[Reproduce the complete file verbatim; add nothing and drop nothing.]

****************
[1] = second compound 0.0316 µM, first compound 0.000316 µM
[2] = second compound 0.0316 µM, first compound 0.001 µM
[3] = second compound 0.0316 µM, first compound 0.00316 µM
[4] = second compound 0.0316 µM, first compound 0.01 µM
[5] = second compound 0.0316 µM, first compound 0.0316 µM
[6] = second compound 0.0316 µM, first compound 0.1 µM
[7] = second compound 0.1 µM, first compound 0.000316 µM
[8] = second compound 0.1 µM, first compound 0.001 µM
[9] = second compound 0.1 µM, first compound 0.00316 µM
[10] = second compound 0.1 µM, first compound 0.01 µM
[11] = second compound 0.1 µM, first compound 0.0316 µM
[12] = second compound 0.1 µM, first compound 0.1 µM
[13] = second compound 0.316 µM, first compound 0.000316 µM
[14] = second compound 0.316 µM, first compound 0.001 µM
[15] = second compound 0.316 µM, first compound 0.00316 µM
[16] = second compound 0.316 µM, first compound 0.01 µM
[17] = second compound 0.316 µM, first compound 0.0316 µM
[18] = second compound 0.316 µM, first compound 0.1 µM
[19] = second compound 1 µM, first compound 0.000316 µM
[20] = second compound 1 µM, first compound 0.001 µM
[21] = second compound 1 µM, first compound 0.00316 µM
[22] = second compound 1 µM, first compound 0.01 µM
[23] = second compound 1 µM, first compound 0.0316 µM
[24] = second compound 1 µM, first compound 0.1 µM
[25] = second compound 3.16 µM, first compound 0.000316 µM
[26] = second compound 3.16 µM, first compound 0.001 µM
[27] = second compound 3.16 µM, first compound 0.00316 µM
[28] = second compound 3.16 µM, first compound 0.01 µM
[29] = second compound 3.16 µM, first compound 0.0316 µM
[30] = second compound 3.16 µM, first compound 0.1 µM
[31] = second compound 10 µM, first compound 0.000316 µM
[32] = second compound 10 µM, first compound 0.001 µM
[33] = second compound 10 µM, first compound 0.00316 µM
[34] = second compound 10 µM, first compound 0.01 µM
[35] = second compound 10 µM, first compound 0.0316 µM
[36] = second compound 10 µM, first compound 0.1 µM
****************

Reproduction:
[1] = second compound 0.0316 µM, first compound 0.000316 µM
[2] = second compound 0.0316 µM, first compound 0.001 µM
[3] = second compound 0.0316 µM, first compound 0.00316 µM
[4] = second compound 0.0316 µM, first compound 0.01 µM
[5] = second compound 0.0316 µM, first compound 0.0316 µM
[6] = second compound 0.0316 µM, first compound 0.1 µM
[7] = second compound 0.1 µM, first compound 0.000316 µM
[8] = second compound 0.1 µM, first compound 0.001 µM
[9] = second compound 0.1 µM, first compound 0.00316 µM
[10] = second compound 0.1 µM, first compound 0.01 µM
[11] = second compound 0.1 µM, first compound 0.0316 µM
[12] = second compound 0.1 µM, first compound 0.1 µM
[13] = second compound 0.316 µM, first compound 0.000316 µM
[14] = second compound 0.316 µM, first compound 0.001 µM
[15] = second compound 0.316 µM, first compound 0.00316 µM
[16] = second compound 0.316 µM, first compound 0.01 µM
[17] = second compound 0.316 µM, first compound 0.0316 µM
[18] = second compound 0.316 µM, first compound 0.1 µM
[19] = second compound 1 µM, first compound 0.000316 µM
[20] = second compound 1 µM, first compound 0.001 µM
[21] = second compound 1 µM, first compound 0.00316 µM
[22] = second compound 1 µM, first compound 0.01 µM
[23] = second compound 1 µM, first compound 0.0316 µM
[24] = second compound 1 µM, first compound 0.1 µM
[25] = second compound 3.16 µM, first compound 0.000316 µM
[26] = second compound 3.16 µM, first compound 0.001 µM
[27] = second compound 3.16 µM, first compound 0.00316 µM
[28] = second compound 3.16 µM, first compound 0.01 µM
[29] = second compound 3.16 µM, first compound 0.0316 µM
[30] = second compound 3.16 µM, first compound 0.1 µM
[31] = second compound 10 µM, first compound 0.000316 µM
[32] = second compound 10 µM, first compound 0.001 µM
[33] = second compound 10 µM, first compound 0.00316 µM
[34] = second compound 10 µM, first compound 0.01 µM
[35] = second compound 10 µM, first compound 0.0316 µM
[36] = second compound 10 µM, first compound 0.1 µM